15 Minutes with… Berkeley Breathed
Acclaimed cartoonist (Bloom County, Opus) and children’s book author (Mars Needs Moms)
Animag: How did you come up with the idea for the book, Mars Needs Moms, which in turn inspired the movie?
Berkeley Breathed: When the idea occurred to me, it was a cinematic narrative that first sprang into my head. All of my books were always films first in my imagination … and I worked backward to trim the conceit into picture book size. I suspect Jack Rapke of ImageMovers thought the same thing: He virtually optioned the book minutes after he heard the title and the two-sentence pitch.
Five years ago, my son Milo pushed away a plate of broccoli after my wife did some high decibel arguing … and declared that he didn’t see why he or anyone would ever need a mother. This left the latter in tears. I dragged my son to his room and asked how he would feel if his mom were to suddenly disappear. “How?” asks my son. I answered logically: “A momless Martian commando team.” The story was written later that night. The movie’s Milo … is my Milo. He’s asked for gross first dollar points, by the way.
Why do you think the story lent itself well to a motion-capture feature rather than a 2D toon or a live-action sci-fi feature?
The funny thing, really, is that in the broad strokes, it is a live-action sci-fi feature. Tonally and graphically, it’s more that than it is an animated film. Granted, the book was drawn as concept paintings for a conventionally CG animated movie. But Bob Zemeckis made motion-capture movies. These are a different animal with a different aesthetic and a different tone: less comedy, more action … and a heightened level of verisimilitude. It’s an old-fashioned kid’s matinee picture that I’d wished would have been a part of my own childhood.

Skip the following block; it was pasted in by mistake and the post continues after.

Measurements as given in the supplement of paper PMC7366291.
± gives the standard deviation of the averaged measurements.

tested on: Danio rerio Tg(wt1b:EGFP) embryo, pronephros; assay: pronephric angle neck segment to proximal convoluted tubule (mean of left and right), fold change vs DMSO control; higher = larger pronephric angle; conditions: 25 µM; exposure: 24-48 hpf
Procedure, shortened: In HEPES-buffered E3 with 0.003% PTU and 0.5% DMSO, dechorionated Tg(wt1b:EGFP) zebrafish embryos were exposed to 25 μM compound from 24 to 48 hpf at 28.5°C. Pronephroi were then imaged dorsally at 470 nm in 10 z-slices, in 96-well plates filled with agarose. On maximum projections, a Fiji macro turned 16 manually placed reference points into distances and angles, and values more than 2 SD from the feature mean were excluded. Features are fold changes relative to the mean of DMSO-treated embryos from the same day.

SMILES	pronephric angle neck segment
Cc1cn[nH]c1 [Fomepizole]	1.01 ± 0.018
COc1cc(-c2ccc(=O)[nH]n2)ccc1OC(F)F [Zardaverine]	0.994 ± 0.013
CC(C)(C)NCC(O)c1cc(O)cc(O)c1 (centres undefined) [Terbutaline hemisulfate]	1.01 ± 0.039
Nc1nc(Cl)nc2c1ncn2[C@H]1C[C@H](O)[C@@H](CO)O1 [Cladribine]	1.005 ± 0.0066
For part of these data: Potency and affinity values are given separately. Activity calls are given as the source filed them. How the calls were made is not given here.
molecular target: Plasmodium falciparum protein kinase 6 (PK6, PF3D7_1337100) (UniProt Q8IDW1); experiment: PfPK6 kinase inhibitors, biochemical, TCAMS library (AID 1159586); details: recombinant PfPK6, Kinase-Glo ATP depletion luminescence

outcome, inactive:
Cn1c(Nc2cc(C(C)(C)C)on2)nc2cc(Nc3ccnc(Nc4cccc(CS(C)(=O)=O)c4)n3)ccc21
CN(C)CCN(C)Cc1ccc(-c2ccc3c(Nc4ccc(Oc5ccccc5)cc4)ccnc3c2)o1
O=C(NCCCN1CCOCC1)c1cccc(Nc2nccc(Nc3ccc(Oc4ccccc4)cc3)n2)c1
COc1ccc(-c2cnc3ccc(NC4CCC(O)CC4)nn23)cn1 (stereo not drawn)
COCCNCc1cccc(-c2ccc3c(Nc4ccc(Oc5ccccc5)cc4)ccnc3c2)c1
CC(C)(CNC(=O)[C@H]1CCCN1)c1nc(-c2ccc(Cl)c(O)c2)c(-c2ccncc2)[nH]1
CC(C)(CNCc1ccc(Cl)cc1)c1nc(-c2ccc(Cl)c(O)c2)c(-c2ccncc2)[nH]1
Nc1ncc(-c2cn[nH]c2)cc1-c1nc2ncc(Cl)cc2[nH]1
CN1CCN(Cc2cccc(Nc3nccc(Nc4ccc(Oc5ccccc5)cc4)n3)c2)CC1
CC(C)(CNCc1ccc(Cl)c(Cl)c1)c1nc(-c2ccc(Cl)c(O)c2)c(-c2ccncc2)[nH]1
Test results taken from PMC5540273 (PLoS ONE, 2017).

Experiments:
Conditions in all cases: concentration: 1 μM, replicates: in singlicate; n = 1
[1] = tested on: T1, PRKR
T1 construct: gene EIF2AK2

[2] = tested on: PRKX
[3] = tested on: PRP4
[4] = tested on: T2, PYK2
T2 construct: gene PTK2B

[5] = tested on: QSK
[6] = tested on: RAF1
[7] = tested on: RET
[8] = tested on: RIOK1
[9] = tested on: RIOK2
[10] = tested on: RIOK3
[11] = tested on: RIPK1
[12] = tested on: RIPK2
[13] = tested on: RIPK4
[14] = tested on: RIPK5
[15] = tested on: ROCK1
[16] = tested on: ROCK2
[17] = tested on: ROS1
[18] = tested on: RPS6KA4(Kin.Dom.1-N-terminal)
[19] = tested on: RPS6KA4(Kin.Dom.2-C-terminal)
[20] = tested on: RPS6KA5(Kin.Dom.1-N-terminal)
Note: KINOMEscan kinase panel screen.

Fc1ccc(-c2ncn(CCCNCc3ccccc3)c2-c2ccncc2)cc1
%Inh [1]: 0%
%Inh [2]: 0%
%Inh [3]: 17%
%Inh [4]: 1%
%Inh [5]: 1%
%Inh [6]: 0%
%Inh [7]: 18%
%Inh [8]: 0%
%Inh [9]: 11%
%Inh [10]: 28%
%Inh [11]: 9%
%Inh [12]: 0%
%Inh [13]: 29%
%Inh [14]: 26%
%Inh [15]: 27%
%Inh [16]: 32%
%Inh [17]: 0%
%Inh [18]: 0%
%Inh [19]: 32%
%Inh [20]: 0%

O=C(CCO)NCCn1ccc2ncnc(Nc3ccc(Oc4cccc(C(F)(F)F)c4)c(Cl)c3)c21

On the other rhetorical hand, it is an animated film, of course. There were very skilled animators moving s*** around. Just don’t tell Zemeckis that.
This isn’t your first venture into the world of animation. Back in 1991, Amblin and Universal did a TV holiday special based on your book, A Wish for Wings That Work. How was this different from your previous experience?
Ah! Wish for Wings was a bit of a missed opportunity. It could have been much more. Hey, come to think of it, it’s the 20th anniversary of Wish for Wings, so let me tell you a secret: the director, who was fired, managed to sprinkle a profane cornucopia of inappropriate flotsam around in the show, broadcast on CBS during the 1991 and 1992 Christmas season. Find a moldy DVD and check out the opening credit sequence: Watch the snowy hills during the pan. Some of them aren’t hills. And that train track isn’t really going into a train tunnel. Unless it’s Sigmund Freud’s. It’s pretty funny now. Imagine how funny it was when we finally spotted it during final mixing, six days before network broadcast. Keep in mind, this was a Steven Spielberg production of a family Christmas show. I tried but failed to imagine Steven believing me when I tried to disclaim authorship of a woman’s snow anus in the countryside. Or the sign in the window of the store that said “For sale cheap: Santa’s Balls.”
Too late to change! This was the pre-digital age. We courageously let it go without telling anyone. I’m glad I’m telling this in a trade magazine and I can feel safe that it won’t be going out on the Internet thing.
Thanks a lot for that tip. Our readers are going to get a kick out of that. Returning to Mars Needs Moms! What is your favorite scene in the movie and why?